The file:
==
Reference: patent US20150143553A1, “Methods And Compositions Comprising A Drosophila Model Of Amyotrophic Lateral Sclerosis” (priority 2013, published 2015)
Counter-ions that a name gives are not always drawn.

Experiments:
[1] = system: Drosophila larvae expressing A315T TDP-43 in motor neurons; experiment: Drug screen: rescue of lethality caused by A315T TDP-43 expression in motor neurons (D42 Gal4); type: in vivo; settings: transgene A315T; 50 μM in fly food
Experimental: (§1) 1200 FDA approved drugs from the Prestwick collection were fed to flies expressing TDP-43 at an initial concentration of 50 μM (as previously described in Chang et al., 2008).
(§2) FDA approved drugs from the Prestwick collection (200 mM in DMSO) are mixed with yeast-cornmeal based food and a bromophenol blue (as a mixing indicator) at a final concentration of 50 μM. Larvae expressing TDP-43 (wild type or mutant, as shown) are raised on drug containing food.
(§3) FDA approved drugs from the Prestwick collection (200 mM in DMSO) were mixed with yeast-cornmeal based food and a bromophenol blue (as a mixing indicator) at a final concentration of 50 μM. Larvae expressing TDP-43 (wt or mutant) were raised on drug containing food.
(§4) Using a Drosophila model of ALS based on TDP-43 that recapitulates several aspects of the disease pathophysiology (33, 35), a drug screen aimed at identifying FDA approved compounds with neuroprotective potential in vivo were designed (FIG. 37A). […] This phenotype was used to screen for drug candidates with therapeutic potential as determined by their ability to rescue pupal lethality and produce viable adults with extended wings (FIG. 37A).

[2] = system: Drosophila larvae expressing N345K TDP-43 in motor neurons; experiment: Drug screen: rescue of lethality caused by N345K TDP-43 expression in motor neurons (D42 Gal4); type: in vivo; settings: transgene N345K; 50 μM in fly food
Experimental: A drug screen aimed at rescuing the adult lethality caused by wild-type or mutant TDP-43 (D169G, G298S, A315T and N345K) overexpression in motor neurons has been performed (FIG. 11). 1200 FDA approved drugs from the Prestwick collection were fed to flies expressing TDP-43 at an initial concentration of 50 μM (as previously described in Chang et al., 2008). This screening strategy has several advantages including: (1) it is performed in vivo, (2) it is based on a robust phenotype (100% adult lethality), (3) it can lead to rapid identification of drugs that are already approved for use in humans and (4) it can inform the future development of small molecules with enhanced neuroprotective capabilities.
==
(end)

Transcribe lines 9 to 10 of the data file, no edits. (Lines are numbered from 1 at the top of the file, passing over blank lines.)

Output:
[2] = system: Drosophila larvae expressing N345K TDP-43 in motor neurons; experiment: Drug screen: rescue of lethality caused by N345K TDP-43 expression in motor neurons (D42 Gal4); type: in vivo; settings: transgene N345K; 50 μM in fly food
Experimental: A drug screen aimed at rescuing the adult lethality caused by wild-type or mutant TDP-43 (D169G, G298S, A315T and N345K) overexpression in motor neurons has been performed (FIG. 11). 1200 FDA approved drugs from the Prestwick collection were fed to flies expressing TDP-43 at an initial concentration of 50 μM (as previously described in Chang et al., 2008). This screening strategy has several advantages including: (1) it is performed in vivo, (2) it is based on a robust phenotype (100% adult lethality), (3) it can lead to rapid identification of drugs that are already approved for use in humans and (4) it can inform the future development of small molecules with enhanced neuroprotective capabilities.